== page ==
Prajna Dhar

Dr. Prajna Dhar
  • Professor, Chemical and Petroleum Engineering

Contact Info

Learned Hall, Room 4132E


Molecular Engineering and Interfacial Nanomedicine Lab

Biological self-assembly processes involve lipid-protein interactions that influence a wide variety of cellular processes (e.g., signal transduction, intracellular transport, antimicrobial defense, and energy conversion). Nanoscale fluctuations in lipid bilayers, that form the structural basis of the cell membrane, can influence the protein structure and dynamics during health as well as during the onset and progression of disease. In fact, a wide spectrum of diseases is a result of abnormal or deficient lipid-protein interactions. For example, recent experimental evidence implicates lipid bilayers in the aggregation of proteins that results in the formation of amyloid plaques or filamentous structures. These structures form a common pathology of degenerative disorders affecting the central nervous system (e.g., Alzheimer's disease,) and a variety of peripheral tissues (e.g., type II diabetes). Understanding nature's rules for biological selfassembly is crucial to achieve highly specific medical intervention at the molecular scale by developing smart nanomaterials that can detect, cure, or replace diseased cells and tissues (the primary goals of nanomedicine). A major challenge in nanomedicine is to develop a thorough understanding of the physical and chemical properties of self-assembled biological structures at the molecular and cellular level. Additionally, smarter strategies are required for engineering miniature devices that work synergistically within the human body to provide more efficient medical therapies.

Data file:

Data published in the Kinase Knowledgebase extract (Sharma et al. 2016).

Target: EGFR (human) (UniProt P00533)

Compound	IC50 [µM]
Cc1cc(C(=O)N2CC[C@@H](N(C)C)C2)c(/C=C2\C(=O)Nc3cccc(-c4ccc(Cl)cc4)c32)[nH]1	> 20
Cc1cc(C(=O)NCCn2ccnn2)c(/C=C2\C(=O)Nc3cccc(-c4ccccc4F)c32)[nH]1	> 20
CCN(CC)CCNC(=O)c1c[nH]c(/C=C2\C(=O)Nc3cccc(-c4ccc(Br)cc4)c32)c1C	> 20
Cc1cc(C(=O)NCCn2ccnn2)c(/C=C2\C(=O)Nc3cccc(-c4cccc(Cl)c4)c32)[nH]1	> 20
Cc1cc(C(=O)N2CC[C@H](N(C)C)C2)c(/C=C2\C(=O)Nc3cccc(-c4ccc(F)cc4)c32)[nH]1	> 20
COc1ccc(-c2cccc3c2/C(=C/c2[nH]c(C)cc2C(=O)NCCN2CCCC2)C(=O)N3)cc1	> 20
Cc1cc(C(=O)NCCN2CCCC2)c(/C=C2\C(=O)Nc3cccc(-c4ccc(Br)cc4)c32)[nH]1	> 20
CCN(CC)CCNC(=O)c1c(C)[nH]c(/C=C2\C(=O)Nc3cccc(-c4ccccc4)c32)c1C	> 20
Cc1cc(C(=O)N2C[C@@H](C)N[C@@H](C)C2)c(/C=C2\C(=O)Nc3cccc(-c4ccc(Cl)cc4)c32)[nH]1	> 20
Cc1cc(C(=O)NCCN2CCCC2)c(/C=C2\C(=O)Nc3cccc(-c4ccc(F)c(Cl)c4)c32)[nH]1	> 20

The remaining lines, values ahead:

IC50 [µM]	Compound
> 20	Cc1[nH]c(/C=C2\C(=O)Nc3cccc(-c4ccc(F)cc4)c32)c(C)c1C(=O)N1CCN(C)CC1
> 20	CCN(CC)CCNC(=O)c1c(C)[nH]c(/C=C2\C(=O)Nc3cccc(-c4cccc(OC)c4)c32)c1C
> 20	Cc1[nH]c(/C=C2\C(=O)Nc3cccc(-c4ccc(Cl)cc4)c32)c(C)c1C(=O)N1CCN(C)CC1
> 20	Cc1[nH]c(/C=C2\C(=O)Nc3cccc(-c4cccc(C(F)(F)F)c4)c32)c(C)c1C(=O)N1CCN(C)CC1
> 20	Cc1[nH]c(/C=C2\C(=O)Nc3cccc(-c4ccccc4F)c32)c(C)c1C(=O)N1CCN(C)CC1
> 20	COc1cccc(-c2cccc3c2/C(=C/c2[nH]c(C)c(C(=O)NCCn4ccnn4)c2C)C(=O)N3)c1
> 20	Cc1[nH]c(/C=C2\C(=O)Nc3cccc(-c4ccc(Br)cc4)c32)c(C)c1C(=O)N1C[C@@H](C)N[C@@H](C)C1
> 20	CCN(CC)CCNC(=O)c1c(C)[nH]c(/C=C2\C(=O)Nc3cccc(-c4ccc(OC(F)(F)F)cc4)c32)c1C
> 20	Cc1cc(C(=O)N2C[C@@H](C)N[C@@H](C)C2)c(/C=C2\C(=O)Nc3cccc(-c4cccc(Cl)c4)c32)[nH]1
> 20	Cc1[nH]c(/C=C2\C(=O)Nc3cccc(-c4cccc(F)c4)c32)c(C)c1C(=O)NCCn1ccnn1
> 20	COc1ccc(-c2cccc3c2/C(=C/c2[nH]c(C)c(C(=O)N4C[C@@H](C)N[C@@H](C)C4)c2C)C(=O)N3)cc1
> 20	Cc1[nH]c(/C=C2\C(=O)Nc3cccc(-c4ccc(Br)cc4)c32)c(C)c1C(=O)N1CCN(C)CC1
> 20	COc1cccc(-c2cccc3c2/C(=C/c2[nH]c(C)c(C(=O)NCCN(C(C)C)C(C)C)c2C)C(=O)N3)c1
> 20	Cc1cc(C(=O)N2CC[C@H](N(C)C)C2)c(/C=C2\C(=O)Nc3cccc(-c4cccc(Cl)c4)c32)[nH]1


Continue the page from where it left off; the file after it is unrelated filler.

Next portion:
Lipid Protein Interactions

The long term research goals of my laboratory are to advance the field of Nanomedicine, by employing a suite of biophysical techniques to (i) develop a thorough understanding of the organization of the cellular architecture at the molecular and cellular level, and (ii) engineer miniature and efficient drug-delivery devices that work synergistically within the human body. Reorganizations in the molecular and/or cellular architecture may lead to the onset and progression of a wide spectrum of diseases including neurodegenerative diseases such as Alzheimer's, respiratory diseases, and metastasis(spreading of cancer). Our lab is involved in understanding how abnormal or deficient lipid-protein interactions can alter the lateral organization of lipid molecules in cell membranes leading to the onset of various diseases. Using our unique active microrheology technique coupled with microscopy techniques, we will sensitively monitor small changes in the lateral organization of biological self-assembled systems (lipid membranes and cells) as a way to explore lipid-protein and protein-protein interactions and protein aggregation. Understanding the early stages of disease progression will open up new ways to detect and treat unhealthy cells. At the same time, current trends in medical research require an interdisciplinary team of scientists and engineers to work synergistically towards a common goal. Our lab provides training opportunities for this next generation of researchers.

Research interests:

  • Molecular Engineering and Interfacial Nanomedicine
  • Lipid Protein Interactions